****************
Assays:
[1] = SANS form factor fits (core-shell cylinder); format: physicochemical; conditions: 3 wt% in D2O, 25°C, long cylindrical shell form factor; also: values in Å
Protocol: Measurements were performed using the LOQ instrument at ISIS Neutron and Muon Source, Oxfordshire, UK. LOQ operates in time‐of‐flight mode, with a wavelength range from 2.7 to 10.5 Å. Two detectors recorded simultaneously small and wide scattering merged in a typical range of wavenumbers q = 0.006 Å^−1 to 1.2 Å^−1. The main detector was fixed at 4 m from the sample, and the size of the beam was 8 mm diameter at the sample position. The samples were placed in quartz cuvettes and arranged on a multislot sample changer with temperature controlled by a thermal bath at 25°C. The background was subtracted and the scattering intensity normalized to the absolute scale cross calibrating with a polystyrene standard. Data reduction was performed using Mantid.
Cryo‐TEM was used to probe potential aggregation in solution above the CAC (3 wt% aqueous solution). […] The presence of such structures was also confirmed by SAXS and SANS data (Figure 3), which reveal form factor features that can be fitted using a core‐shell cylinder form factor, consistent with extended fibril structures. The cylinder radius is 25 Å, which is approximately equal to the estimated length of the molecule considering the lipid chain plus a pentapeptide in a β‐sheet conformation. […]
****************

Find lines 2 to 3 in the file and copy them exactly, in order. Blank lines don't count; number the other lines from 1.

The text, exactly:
[1] = SANS form factor fits (core-shell cylinder); format: physicochemical; conditions: 3 wt% in D2O, 25°C, long cylindrical shell form factor; also: values in Å
Protocol: Measurements were performed using the LOQ instrument at ISIS Neutron and Muon Source, Oxfordshire, UK. LOQ operates in time‐of‐flight mode, with a wavelength range from 2.7 to 10.5 Å. Two detectors recorded simultaneously small and wide scattering merged in a typical range of wavenumbers q = 0.006 Å^−1 to 1.2 Å^−1. The main detector was fixed at 4 m from the sample, and the size of the beam was 8 mm diameter at the sample position. The samples were placed in quartz cuvettes and arranged on a multislot sample changer with temperature controlled by a thermal bath at 25°C. The background was subtracted and the scattering intensity normalized to the absolute scale cross calibrating with a polystyrene standard. Data reduction was performed using Mantid.